Return in investment. MBA grads have a higher salary and programs can charge more for the education.

Masters in Finance HQ - The #1 site for everything related to the MSF degree!
MSFHQ

Dec 31, 1969

One thing you'll learn in an entry level MBA economics course is that the value of a good or a service is in no way determined by the amount of effort, skill, labor or cost of materials required to produce it.

"Elections are a futures market for stolen property"

Dec 31, 1969

use the search function !!!!

obviously if you have secured an associate position at a top BB IBD or a top PE, then there is no need for an MBA. Notice i said secured, not some 2 year stint and go to B-school. But if you are in the 2year + B-school predicament, you have no choice now do you ? plus if your in such a position the MBA degree allows for advancement in PE or IBD which means more $$, which will be more than enough to cover $250k

in conclusion it depends on your situation.

Dec 31, 1969
Peter_27:

use the search function !!!!

obviously if you have secured an associate position at a top BB IBD or a top PE, then there is no need for an MBA. Notice i said secured, not some 2 year stint and go to B-school. But if you are in the 2year + B-school predicament, you have no choice now do you ? plus if your in such a position the MBA degree allows for advancement in PE or IBD which means more $$, which will be more than enough to cover $250k

in conclusion it depends on your situation.

Think broader, I'm not only talking about IB.

Dec 31, 1969

There are too many confounding variables and individual contingencies to calculate the true value of an MBA (esp. from a pure ROI perspective). For example, how do you measure the value of spending 2 years with motivated, like-minded people who are passionate about developing their careers and focusing on personal growth. Some people need a 2 year break from work to re-energize and figure out what it is they want to do with their lives.

I will say that if you are focused on a highly competitive industry going to a school ranked out of the top 15 (maybe even M7) is a waste of time and money. Again, really depends on the person.

Dec 31, 1969
junkbondswap:

There are too many confounding variables and individual contingencies to calculate the true value of an MBA (esp. from a pure ROI perspective). For example, how do you measure the value of spending 2 years with motivated, like-minded people who are passionate about developing their careers and focusing on personal growth. Some people need a 2 year break from work to re-energize and figure out what it is they want to do with their lives.

I will say that if you are focused on a highly competitive industry going to a school ranked out of the top 15 (maybe even M7) is a waste of time and money. Again, really depends on the person.

Good points in there.

There is no way to calculate how many people went to business school and sat next to someone who sparked a great idea in them and with whom they started a business, which not only provided a nice stream of income, but that gave them the lifestyle they always wanted. Ultimately there are just too many factors involved to have a "yes or no" answer. For example, an MBA from a local unknown school could prove to be a huge benefit to an owner of a small business who is just looking for ways to run his business in a more efficient manner. In this case, an MBA from HBS would be a waste of time and money (mostly money) for this small business owner, just the same way an MBA from a local, unknown school would be for an IB analyst coming out of a BB trying to get into a PE megafund.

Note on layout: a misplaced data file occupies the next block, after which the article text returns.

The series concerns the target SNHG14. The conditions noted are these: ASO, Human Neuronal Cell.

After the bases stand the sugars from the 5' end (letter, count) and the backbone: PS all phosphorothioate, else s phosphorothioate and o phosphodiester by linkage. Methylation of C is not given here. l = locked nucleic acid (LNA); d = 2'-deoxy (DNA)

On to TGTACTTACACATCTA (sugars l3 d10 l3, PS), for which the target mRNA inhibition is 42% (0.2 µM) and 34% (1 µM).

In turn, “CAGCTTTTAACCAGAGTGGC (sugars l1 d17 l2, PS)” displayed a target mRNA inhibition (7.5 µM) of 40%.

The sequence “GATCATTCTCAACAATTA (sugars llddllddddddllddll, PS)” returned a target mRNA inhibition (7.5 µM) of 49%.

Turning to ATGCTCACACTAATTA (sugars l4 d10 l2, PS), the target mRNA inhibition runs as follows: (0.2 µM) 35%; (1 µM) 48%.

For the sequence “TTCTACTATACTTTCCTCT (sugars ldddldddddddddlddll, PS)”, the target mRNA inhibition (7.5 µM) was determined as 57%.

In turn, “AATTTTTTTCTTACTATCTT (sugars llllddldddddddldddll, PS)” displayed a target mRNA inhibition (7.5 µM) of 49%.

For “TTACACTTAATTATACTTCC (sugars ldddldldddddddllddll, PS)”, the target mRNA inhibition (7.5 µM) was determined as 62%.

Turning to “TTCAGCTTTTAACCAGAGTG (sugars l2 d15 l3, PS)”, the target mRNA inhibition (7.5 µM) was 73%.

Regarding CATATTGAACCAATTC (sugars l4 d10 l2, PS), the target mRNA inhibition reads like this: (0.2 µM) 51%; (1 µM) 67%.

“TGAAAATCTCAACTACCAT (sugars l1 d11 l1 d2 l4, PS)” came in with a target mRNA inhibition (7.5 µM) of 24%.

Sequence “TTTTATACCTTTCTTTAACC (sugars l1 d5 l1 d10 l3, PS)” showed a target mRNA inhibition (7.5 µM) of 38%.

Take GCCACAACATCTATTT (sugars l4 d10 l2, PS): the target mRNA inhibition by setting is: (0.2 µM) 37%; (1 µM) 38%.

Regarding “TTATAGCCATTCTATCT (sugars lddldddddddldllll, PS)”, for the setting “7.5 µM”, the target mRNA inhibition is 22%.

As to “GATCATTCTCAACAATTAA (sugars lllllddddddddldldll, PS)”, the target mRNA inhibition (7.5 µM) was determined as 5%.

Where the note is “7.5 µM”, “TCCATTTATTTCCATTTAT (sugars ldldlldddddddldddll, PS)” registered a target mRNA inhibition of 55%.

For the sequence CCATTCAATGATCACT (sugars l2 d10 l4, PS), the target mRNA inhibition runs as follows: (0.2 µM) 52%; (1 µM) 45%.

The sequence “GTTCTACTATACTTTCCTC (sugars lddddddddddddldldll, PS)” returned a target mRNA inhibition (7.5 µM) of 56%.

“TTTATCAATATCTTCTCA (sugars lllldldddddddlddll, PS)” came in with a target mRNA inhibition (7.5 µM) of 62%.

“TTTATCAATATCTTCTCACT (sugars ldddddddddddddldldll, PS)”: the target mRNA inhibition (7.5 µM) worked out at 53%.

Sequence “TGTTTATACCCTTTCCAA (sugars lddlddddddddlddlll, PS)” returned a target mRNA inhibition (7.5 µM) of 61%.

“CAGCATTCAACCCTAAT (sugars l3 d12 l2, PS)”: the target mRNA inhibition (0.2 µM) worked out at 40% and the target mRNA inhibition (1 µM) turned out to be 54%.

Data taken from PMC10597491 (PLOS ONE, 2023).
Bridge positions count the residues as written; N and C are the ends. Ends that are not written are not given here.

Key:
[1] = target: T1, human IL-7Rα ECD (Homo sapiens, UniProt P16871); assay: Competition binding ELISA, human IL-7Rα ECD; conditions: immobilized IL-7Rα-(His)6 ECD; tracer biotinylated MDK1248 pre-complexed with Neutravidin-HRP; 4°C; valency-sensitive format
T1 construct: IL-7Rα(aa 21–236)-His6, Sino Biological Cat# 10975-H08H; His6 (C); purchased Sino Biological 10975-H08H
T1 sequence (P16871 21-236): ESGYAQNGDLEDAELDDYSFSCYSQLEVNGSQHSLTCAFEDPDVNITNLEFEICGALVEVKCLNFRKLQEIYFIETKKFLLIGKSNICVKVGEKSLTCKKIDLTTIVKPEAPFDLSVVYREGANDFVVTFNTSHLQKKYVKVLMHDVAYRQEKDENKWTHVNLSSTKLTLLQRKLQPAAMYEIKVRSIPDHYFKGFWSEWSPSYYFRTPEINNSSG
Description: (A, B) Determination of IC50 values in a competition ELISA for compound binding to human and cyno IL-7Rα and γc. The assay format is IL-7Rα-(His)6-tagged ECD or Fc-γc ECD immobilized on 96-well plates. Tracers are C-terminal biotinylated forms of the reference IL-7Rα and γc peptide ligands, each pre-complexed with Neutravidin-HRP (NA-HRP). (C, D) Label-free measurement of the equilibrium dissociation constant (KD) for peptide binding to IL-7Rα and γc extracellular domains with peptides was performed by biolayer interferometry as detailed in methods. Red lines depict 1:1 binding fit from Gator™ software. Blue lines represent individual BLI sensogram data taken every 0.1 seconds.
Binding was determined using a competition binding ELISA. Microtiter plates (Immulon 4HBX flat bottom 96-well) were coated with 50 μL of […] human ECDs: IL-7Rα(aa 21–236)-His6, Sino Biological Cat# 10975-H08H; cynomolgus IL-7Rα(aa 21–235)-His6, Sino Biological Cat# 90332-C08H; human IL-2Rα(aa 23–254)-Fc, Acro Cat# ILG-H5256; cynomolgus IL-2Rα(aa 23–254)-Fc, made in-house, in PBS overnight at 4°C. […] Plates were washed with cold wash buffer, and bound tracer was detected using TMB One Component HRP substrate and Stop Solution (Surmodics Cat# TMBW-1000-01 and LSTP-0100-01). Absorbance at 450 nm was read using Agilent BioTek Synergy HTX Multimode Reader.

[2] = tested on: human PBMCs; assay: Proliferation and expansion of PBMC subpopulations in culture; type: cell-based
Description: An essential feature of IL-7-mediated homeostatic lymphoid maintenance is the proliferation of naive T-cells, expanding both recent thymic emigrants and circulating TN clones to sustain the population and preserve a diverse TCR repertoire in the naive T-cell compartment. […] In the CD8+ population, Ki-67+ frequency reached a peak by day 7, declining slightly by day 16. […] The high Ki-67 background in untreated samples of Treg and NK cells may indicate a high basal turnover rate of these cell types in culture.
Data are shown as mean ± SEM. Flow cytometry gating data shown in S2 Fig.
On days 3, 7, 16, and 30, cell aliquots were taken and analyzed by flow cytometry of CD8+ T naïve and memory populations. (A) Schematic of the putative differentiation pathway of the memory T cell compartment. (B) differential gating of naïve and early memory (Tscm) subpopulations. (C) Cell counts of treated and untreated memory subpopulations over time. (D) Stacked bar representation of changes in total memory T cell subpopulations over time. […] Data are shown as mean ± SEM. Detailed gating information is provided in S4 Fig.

An MBA is far more valuable to the majority of the people on this forum then it would ever be for the majority of the population (due to potential career paths and overall motivation to be "successful"). Personally I have longed believe the greatest value an MBA brings is the intangible aspects like networking, not the actual academic facet. Not to mention 250k over a career/lifetime tends to be a small amount of money to those who attend a highly ranked business school. Oddly enough for most of the aforementioned people it isn't a question of whether or not it was a great value as it is a necessary part of career progression to stay competitive with their "overachieving" coworkers. Note: I say overachieving because to most of the rest of the world the members of this forum are, however, I feel that's because many people are unmotivated and recognize their shortcomings i.e. their inability to achieve the same.

Regards

"The trouble with our liberal friends is not that they're ignorant, it's just that they know so much that isn't so."
- Ronald Reagan

Dec 31, 1969

He is comparing apple to watermelon to grapes. You can't use the cost of top MBA (which is the most expensive) and compare it to value of all graduate schools combined (which includes Masters in History, Education or Psychology). Give him the average entry-exit salary for Top 10 (which is where he mentioned he wants to go), his math will have a very different outcome.

Dec 31, 1969

The article you link is terrible math. He takes the average cost for a top 10 MBA program and compares it to the average exit salary for all master's degrees (including liberal arts, etc. which will have substantially lower average salaries). Basically he inflates the cost while vastly understating the average earnings.

http://www.admissionsconsultants.com/mba/compensat...
This is from US News and World Report in 2008. While I question the agency's MBA rankings at times, salary data is generally fairly accurate. Even if you were to apply a universal 30% discount, the number are vastly larger than the guy uses in his analysis.

Dec 31, 1969

250K??? Depends on variables such as the course, whether the school is in a city or small town the list is endless.